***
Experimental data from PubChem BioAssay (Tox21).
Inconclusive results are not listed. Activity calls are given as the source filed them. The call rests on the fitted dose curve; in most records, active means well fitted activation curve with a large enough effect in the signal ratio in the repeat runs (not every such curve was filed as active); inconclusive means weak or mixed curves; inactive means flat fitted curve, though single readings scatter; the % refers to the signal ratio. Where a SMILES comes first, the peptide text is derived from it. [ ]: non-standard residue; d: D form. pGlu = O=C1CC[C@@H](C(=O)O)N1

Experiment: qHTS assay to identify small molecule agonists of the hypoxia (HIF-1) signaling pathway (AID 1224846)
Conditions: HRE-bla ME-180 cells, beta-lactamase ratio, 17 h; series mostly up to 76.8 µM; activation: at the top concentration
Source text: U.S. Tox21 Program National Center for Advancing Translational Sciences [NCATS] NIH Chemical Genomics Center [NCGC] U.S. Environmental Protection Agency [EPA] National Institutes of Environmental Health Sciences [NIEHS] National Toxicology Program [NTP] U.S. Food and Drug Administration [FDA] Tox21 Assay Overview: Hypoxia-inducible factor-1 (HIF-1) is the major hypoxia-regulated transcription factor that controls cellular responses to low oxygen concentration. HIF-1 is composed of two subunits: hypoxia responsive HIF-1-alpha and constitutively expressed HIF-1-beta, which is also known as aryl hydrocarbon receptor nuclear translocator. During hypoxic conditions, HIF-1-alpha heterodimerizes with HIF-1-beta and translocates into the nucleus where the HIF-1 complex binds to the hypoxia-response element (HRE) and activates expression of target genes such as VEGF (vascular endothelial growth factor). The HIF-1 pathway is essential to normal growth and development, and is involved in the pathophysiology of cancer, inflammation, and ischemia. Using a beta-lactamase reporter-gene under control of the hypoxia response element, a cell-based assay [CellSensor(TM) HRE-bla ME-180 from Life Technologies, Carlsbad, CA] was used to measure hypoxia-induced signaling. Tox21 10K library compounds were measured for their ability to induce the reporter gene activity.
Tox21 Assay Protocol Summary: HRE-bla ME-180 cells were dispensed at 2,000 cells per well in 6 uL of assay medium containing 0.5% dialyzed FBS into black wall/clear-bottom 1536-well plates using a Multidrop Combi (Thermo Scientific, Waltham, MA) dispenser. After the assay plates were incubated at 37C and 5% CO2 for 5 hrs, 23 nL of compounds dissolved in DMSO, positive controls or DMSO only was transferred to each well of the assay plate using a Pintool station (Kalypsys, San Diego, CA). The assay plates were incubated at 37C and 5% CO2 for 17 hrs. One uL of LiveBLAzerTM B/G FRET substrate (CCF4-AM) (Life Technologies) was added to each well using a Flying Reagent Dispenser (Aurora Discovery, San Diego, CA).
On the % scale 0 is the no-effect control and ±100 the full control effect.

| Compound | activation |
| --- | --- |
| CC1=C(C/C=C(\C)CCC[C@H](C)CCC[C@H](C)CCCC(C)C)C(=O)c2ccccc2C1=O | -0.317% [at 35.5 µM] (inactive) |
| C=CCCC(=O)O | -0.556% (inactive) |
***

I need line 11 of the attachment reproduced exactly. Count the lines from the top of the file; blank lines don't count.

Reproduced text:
| C=CCCC(=O)O | -0.556% (inactive) |